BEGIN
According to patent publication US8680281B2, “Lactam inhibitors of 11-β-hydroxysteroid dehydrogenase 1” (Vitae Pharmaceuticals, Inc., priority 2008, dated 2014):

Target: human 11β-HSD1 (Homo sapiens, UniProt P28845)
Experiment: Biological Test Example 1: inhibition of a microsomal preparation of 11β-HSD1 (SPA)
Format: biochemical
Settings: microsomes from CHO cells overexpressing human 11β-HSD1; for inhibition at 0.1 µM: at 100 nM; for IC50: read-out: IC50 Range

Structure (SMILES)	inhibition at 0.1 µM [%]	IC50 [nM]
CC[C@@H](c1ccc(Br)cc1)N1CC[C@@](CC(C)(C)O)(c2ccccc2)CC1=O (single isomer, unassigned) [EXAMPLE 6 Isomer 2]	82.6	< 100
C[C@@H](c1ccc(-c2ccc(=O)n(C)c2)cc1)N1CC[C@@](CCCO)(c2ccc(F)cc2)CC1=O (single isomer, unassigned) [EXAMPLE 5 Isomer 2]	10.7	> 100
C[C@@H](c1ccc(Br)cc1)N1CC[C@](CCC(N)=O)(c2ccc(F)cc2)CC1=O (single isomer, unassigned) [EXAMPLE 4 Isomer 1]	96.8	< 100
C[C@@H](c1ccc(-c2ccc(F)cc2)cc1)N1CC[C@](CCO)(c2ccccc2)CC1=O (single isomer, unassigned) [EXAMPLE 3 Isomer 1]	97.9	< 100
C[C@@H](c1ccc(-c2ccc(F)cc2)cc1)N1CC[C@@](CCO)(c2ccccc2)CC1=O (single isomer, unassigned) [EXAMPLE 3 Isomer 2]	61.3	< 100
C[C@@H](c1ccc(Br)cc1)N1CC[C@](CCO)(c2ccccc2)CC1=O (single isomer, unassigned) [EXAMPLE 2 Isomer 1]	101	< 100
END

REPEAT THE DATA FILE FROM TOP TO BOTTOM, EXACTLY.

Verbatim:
According to patent publication US8680281B2, “Lactam inhibitors of 11-β-hydroxysteroid dehydrogenase 1” (Vitae Pharmaceuticals, Inc., priority 2008, dated 2014):

Target: human 11β-HSD1 (Homo sapiens, UniProt P28845)
Experiment: Biological Test Example 1: inhibition of a microsomal preparation of 11β-HSD1 (SPA)
Format: biochemical
Settings: microsomes from CHO cells overexpressing human 11β-HSD1; for inhibition at 0.1 µM: at 100 nM; for IC50: read-out: IC50 Range

Structure (SMILES)	inhibition at 0.1 µM [%]	IC50 [nM]
CC[C@@H](c1ccc(Br)cc1)N1CC[C@@](CC(C)(C)O)(c2ccccc2)CC1=O (single isomer, unassigned) [EXAMPLE 6 Isomer 2]	82.6	< 100
C[C@@H](c1ccc(-c2ccc(=O)n(C)c2)cc1)N1CC[C@@](CCCO)(c2ccc(F)cc2)CC1=O (single isomer, unassigned) [EXAMPLE 5 Isomer 2]	10.7	> 100
C[C@@H](c1ccc(Br)cc1)N1CC[C@](CCC(N)=O)(c2ccc(F)cc2)CC1=O (single isomer, unassigned) [EXAMPLE 4 Isomer 1]	96.8	< 100
C[C@@H](c1ccc(-c2ccc(F)cc2)cc1)N1CC[C@](CCO)(c2ccccc2)CC1=O (single isomer, unassigned) [EXAMPLE 3 Isomer 1]	97.9	< 100
C[C@@H](c1ccc(-c2ccc(F)cc2)cc1)N1CC[C@@](CCO)(c2ccccc2)CC1=O (single isomer, unassigned) [EXAMPLE 3 Isomer 2]	61.3	< 100
C[C@@H](c1ccc(Br)cc1)N1CC[C@](CCO)(c2ccccc2)CC1=O (single isomer, unassigned) [EXAMPLE 2 Isomer 1]	101	< 100